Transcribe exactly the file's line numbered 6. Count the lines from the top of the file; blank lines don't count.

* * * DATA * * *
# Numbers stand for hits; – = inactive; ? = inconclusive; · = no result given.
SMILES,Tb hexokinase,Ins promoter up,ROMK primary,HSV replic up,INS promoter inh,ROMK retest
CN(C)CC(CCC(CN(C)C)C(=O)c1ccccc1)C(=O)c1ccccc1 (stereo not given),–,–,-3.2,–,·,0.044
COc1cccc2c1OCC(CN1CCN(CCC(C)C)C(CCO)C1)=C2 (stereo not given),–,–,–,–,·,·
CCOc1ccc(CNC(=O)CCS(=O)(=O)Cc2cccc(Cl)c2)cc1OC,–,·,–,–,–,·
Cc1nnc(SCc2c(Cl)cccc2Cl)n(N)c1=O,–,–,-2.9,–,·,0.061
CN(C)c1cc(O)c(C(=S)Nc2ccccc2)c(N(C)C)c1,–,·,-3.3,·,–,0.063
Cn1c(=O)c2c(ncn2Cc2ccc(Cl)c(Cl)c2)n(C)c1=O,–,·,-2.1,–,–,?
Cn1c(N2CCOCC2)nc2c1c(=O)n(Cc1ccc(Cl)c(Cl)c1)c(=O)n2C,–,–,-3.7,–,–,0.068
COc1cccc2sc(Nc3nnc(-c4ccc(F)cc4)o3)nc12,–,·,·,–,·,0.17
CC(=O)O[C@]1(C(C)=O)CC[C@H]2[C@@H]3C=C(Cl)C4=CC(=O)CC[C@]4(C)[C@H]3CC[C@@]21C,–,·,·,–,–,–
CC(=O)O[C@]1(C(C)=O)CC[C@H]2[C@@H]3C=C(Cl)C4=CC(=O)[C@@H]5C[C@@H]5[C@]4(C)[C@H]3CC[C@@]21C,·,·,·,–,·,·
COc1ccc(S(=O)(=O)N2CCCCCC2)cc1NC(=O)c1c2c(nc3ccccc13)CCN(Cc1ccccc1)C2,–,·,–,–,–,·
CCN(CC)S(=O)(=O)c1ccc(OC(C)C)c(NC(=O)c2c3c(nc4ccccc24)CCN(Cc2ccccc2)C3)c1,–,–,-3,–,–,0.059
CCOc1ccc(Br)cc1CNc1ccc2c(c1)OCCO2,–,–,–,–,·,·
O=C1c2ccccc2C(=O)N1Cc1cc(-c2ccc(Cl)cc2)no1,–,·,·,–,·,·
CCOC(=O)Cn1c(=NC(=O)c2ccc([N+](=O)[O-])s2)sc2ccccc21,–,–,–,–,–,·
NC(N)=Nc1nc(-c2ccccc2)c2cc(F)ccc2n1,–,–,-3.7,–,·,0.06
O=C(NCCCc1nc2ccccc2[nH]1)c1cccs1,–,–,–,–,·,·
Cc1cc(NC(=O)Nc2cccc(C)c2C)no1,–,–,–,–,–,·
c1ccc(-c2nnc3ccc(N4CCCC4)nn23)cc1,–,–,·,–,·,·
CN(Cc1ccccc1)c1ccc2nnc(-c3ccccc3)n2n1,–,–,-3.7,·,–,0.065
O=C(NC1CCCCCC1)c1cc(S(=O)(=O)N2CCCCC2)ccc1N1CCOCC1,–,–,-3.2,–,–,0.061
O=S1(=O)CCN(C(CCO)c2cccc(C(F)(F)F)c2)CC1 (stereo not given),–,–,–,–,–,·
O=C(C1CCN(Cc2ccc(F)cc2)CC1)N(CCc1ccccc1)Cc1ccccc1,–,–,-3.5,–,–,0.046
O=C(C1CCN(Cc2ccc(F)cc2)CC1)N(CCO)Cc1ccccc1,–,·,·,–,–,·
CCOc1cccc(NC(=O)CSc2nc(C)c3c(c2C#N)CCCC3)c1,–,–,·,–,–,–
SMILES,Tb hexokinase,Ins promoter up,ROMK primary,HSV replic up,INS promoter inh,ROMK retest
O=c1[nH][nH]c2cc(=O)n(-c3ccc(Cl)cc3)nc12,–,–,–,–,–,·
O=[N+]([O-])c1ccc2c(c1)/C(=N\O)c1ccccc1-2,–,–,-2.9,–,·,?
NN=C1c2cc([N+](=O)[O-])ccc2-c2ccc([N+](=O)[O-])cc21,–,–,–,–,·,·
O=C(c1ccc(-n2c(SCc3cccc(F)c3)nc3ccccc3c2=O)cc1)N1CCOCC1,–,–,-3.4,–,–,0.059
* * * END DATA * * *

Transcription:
Cc1nnc(SCc2c(Cl)cccc2Cl)n(N)c1=O,–,–,-2.9,–,·,0.061